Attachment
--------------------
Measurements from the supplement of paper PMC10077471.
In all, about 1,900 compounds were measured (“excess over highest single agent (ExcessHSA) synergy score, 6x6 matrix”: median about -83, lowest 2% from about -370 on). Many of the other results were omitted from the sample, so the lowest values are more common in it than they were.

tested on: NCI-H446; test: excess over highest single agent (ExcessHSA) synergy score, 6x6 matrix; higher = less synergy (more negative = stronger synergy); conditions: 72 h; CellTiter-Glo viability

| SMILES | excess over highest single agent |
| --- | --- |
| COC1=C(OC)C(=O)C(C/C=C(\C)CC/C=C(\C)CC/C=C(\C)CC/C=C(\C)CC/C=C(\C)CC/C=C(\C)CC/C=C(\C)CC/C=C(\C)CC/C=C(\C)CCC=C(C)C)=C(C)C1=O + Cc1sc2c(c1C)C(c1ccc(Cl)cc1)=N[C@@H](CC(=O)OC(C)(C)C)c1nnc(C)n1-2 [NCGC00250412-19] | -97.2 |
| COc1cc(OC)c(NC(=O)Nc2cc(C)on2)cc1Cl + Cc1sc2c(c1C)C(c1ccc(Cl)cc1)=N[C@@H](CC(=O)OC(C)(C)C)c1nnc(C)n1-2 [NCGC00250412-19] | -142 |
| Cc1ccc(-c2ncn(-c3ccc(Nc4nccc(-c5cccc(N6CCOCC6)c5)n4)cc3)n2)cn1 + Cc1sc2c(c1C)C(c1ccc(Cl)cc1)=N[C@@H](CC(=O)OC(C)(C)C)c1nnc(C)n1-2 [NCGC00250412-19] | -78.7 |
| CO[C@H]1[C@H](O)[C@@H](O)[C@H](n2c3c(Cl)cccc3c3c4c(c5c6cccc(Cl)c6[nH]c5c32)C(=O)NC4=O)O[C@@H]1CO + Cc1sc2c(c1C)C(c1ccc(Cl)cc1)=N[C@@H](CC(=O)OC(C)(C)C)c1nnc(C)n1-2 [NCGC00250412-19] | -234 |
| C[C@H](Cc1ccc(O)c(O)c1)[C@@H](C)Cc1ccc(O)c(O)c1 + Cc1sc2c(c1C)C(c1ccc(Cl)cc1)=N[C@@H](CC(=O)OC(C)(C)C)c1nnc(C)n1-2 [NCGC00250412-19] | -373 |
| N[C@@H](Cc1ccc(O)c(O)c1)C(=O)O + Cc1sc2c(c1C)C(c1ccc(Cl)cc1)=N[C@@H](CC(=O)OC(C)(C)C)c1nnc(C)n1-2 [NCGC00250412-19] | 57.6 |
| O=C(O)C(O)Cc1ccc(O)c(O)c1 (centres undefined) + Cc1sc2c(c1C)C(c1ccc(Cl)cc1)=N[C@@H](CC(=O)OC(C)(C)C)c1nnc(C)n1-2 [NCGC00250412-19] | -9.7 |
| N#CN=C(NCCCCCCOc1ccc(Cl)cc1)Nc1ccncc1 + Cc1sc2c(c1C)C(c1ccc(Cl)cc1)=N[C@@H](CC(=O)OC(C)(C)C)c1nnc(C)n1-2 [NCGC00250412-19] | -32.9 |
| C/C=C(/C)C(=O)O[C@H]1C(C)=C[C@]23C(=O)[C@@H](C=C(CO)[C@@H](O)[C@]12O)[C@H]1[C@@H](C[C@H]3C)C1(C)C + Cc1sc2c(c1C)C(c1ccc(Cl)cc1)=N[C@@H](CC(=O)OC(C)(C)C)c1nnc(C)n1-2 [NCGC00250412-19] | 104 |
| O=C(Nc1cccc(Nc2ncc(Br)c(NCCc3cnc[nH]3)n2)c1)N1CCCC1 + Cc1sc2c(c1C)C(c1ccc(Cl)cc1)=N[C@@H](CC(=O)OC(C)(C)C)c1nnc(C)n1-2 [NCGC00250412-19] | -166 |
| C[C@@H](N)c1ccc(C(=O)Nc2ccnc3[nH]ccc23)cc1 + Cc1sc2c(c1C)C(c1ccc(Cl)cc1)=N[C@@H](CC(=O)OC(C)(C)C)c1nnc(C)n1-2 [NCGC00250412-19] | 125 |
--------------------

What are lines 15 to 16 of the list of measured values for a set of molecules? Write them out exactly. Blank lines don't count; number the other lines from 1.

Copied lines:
| O=C(Nc1cccc(Nc2ncc(Br)c(NCCc3cnc[nH]3)n2)c1)N1CCCC1 + Cc1sc2c(c1C)C(c1ccc(Cl)cc1)=N[C@@H](CC(=O)OC(C)(C)C)c1nnc(C)n1-2 [NCGC00250412-19] | -166 |
| C[C@@H](N)c1ccc(C(=O)Nc2ccnc3[nH]ccc23)cc1 + Cc1sc2c(c1C)C(c1ccc(Cl)cc1)=N[C@@H](CC(=O)OC(C)(C)C)c1nnc(C)n1-2 [NCGC00250412-19] | 125 |